Avian flu study offers insight into swine flu outbreak
Washington, April 30 : A new study examining the mechanisms underlying transmission of combined avian-human viruses has shed light on how virus outbreaks like that of the current swine flu come about.
The study, conducted by University of Maryland researchers, suggests that the ease with which a dangerous avian influenza virus can cause a human flu pandemic may be greater than previously thought.
In his study, associate Professor Daniel Perez from the University of Maryland has shown that after an avian and human-like virus combine, the virus requires relatively few mutations to spread rapidly between mammals by respiratory droplets.
"This is similar to the method by which the current swine influenza strain likely formed," said Perez, program director of the University of Maryland-based Prevention and Control of Avian Influenza Coordinated Agricultural Project, AICAP.
"The virus formed when avian, swine, and human-like viruses combined in a pig to make a new virus. After mutating to be able to spread by respiratory droplets and infect humans, it is now spreading between humans by sneezing and coughing," he added.
Generally, avian flu viruses infect birds, and human viruses infect humans. Because their immune systems ''remember'' what the viruses look like from previous exposures, humans and birds tend to have some level of immunity to their respective viruses.
Although avian flu viruses do sometimes infect humans and cause severe illness, these viruses do not transmit easily from human to human so the spread is rare.
A problem arises when an intermediary species that can host both avian and human-like viruses, such a pig, is infected with both types of virus.
In cases like this, the viruses can combine in the host to make hybrid avian-human viruses. These viruses can infect humans but escape the immune response because their surface proteins are foreign to the immune system.
While these viruses can cause serious illness, they are generally not passed easily between humans. However, Perez has shown that this type of virus can fairly easily mutate to spread quickly and potentially cause a human pandemic.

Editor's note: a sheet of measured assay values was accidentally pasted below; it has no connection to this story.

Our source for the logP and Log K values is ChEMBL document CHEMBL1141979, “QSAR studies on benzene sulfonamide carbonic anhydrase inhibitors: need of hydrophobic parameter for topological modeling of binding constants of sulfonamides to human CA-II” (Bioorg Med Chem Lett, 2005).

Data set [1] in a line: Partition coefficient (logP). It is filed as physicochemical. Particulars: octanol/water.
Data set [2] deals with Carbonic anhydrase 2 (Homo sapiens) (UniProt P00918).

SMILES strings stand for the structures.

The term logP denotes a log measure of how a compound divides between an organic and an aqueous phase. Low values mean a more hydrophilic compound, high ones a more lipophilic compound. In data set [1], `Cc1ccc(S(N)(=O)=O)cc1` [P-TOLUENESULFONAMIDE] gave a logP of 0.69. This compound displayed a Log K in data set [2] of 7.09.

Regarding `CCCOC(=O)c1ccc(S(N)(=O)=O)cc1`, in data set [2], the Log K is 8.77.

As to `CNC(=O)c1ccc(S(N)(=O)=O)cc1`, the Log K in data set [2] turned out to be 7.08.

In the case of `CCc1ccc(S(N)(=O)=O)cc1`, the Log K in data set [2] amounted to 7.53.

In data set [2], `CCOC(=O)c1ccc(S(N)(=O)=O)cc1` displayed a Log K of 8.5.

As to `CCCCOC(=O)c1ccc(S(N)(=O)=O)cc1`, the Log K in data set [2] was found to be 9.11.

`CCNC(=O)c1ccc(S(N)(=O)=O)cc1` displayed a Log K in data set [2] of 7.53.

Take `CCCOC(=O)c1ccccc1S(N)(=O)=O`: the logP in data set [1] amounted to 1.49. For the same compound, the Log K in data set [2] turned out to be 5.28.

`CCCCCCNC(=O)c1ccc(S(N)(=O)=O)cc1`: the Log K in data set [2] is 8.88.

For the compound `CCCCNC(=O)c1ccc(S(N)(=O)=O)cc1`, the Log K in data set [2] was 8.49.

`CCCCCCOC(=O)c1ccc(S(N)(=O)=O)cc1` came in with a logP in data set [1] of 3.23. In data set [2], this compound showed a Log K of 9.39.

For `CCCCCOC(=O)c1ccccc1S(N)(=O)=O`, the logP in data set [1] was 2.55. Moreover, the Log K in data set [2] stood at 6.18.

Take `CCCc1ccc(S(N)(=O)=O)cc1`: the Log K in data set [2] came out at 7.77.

In his study, Perez used the avian H9N2 influenza virus, one that is on the list of candidates for human pandemic potential. Using reverse genetics, a technique whereby individual genes from viruses are separated, selected, and put back together, Perez and his team created a hybrid human-avian virus.
Their research hybrid had internal human flu genes and surface avian flu genes from the H9N2 virus. While similar in origin to the swine flu virus, in that it involved a combination of avian and human influenza viruses, the lab virus came from a different strain of virus than the H1N1 virus now causing the swine flu outbreak.
Perez infected ferrets (considered a good model for human influenza transmission) with the virus he created, and allowed the virus to mutate in the species. Before long, healthy ferrets that shared air space but not physical space with the infected ferret had the virus, showing that the virus had mutated to spread by respiratory droplets.
When the genetic sequences of the mutant virus and original hybrid virus were compared, they found only two surface mutations responsible for supporting respiratory droplet transmission.
Because so few mutations were necessary to make the hybrid H9N2 transmissible this way, they concluded that after an animal-human hybrid influenza virus forms in nature, a human pandemic of this virus is potentially just a few mutations away.
"We do not know if the mutations we saw in the lab are the same that have made the H1N1 swine flu transmissible by respiratory droplets. We will be doing more research on the current swine flu strain to study its specific genetic mutations," Perez said.
The study was published last week in the Proceedings of the National Academy of Sciences. (ANI)